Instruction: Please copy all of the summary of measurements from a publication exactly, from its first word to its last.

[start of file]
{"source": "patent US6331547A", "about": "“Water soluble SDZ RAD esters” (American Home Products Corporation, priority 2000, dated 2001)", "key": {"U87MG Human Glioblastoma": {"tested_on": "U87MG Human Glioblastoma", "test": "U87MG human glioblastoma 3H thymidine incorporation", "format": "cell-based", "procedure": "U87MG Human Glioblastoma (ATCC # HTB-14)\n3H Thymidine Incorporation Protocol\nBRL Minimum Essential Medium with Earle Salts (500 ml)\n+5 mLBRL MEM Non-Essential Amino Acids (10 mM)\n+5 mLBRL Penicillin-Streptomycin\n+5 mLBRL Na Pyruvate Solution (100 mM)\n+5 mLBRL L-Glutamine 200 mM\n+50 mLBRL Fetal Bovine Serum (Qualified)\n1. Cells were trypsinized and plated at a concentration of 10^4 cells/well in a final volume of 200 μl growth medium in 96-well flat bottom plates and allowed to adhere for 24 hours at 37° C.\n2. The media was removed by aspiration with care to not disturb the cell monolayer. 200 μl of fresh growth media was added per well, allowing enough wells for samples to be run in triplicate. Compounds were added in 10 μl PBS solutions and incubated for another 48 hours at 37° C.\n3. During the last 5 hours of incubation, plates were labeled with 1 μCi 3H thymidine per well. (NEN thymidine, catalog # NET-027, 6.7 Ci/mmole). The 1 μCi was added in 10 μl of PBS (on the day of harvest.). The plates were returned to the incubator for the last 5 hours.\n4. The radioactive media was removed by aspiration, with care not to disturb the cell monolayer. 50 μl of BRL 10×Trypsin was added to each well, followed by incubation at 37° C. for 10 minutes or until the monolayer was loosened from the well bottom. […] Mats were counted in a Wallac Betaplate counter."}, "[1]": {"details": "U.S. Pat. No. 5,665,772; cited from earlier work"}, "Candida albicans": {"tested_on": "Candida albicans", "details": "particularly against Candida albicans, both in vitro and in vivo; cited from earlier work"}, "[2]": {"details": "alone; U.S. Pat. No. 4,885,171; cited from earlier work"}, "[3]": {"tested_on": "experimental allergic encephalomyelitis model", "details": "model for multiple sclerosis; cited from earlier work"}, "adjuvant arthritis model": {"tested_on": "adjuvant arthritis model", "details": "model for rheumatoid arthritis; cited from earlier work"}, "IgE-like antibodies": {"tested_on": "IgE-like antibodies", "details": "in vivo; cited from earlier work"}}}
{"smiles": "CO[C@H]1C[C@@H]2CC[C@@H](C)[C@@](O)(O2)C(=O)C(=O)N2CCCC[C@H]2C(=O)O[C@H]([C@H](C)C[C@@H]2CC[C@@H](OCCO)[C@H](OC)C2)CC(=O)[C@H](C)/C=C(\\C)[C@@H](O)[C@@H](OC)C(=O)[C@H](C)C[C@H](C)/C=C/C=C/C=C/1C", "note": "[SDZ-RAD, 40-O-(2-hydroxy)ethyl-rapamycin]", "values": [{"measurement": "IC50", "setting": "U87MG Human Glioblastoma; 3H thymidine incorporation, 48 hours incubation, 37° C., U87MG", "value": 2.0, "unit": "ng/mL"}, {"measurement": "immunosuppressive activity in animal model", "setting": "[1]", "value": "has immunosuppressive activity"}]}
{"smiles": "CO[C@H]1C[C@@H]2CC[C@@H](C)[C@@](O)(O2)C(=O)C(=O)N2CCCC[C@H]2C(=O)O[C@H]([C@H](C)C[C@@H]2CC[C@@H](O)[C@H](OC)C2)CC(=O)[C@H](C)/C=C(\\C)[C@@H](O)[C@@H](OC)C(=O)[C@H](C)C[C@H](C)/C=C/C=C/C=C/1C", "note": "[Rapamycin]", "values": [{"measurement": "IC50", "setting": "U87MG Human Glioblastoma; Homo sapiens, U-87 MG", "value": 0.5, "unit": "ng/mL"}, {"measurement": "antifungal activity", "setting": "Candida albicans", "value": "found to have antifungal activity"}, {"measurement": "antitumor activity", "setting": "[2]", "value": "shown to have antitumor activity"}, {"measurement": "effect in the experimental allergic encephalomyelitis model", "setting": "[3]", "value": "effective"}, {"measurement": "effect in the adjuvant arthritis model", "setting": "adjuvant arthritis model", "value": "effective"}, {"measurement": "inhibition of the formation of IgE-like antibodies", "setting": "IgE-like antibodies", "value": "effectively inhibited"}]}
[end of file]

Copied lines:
{"source": "patent US6331547A", "about": "“Water soluble SDZ RAD esters” (American Home Products Corporation, priority 2000, dated 2001)", "key": {"U87MG Human Glioblastoma": {"tested_on": "U87MG Human Glioblastoma", "test": "U87MG human glioblastoma 3H thymidine incorporation", "format": "cell-based", "procedure": "U87MG Human Glioblastoma (ATCC # HTB-14)\n3H Thymidine Incorporation Protocol\nBRL Minimum Essential Medium with Earle Salts (500 ml)\n+5 mLBRL MEM Non-Essential Amino Acids (10 mM)\n+5 mLBRL Penicillin-Streptomycin\n+5 mLBRL Na Pyruvate Solution (100 mM)\n+5 mLBRL L-Glutamine 200 mM\n+50 mLBRL Fetal Bovine Serum (Qualified)\n1. Cells were trypsinized and plated at a concentration of 10^4 cells/well in a final volume of 200 μl growth medium in 96-well flat bottom plates and allowed to adhere for 24 hours at 37° C.\n2. The media was removed by aspiration with care to not disturb the cell monolayer. 200 μl of fresh growth media was added per well, allowing enough wells for samples to be run in triplicate. Compounds were added in 10 μl PBS solutions and incubated for another 48 hours at 37° C.\n3. During the last 5 hours of incubation, plates were labeled with 1 μCi 3H thymidine per well. (NEN thymidine, catalog # NET-027, 6.7 Ci/mmole). The 1 μCi was added in 10 μl of PBS (on the day of harvest.). The plates were returned to the incubator for the last 5 hours.\n4. The radioactive media was removed by aspiration, with care not to disturb the cell monolayer. 50 μl of BRL 10×Trypsin was added to each well, followed by incubation at 37° C. for 10 minutes or until the monolayer was loosened from the well bottom. […] Mats were counted in a Wallac Betaplate counter."}, "[1]": {"details": "U.S. Pat. No. 5,665,772; cited from earlier work"}, "Candida albicans": {"tested_on": "Candida albicans", "details": "particularly against Candida albicans, both in vitro and in vivo; cited from earlier work"}, "[2]": {"details": "alone; U.S. Pat. No. 4,885,171; cited from earlier work"}, "[3]": {"tested_on": "experimental allergic encephalomyelitis model", "details": "model for multiple sclerosis; cited from earlier work"}, "adjuvant arthritis model": {"tested_on": "adjuvant arthritis model", "details": "model for rheumatoid arthritis; cited from earlier work"}, "IgE-like antibodies": {"tested_on": "IgE-like antibodies", "details": "in vivo; cited from earlier work"}}}
{"smiles": "CO[C@H]1C[C@@H]2CC[C@@H](C)[C@@](O)(O2)C(=O)C(=O)N2CCCC[C@H]2C(=O)O[C@H]([C@H](C)C[C@@H]2CC[C@@H](OCCO)[C@H](OC)C2)CC(=O)[C@H](C)/C=C(\\C)[C@@H](O)[C@@H](OC)C(=O)[C@H](C)C[C@H](C)/C=C/C=C/C=C/1C", "note": "[SDZ-RAD, 40-O-(2-hydroxy)ethyl-rapamycin]", "values": [{"measurement": "IC50", "setting": "U87MG Human Glioblastoma; 3H thymidine incorporation, 48 hours incubation, 37° C., U87MG", "value": 2.0, "unit": "ng/mL"}, {"measurement": "immunosuppressive activity in animal model", "setting": "[1]", "value": "has immunosuppressive activity"}]}
{"smiles": "CO[C@H]1C[C@@H]2CC[C@@H](C)[C@@](O)(O2)C(=O)C(=O)N2CCCC[C@H]2C(=O)O[C@H]([C@H](C)C[C@@H]2CC[C@@H](O)[C@H](OC)C2)CC(=O)[C@H](C)/C=C(\\C)[C@@H](O)[C@@H](OC)C(=O)[C@H](C)C[C@H](C)/C=C/C=C/C=C/1C", "note": "[Rapamycin]", "values": [{"measurement": "IC50", "setting": "U87MG Human Glioblastoma; Homo sapiens, U-87 MG", "value": 0.5, "unit": "ng/mL"}, {"measurement": "antifungal activity", "setting": "Candida albicans", "value": "found to have antifungal activity"}, {"measurement": "antitumor activity", "setting": "[2]", "value": "shown to have antitumor activity"}, {"measurement": "effect in the experimental allergic encephalomyelitis model", "setting": "[3]", "value": "effective"}, {"measurement": "effect in the adjuvant arthritis model", "setting": "adjuvant arthritis model", "value": "effective"}, {"measurement": "inhibition of the formation of IgE-like antibodies", "setting": "IgE-like antibodies", "value": "effectively inhibited"}]}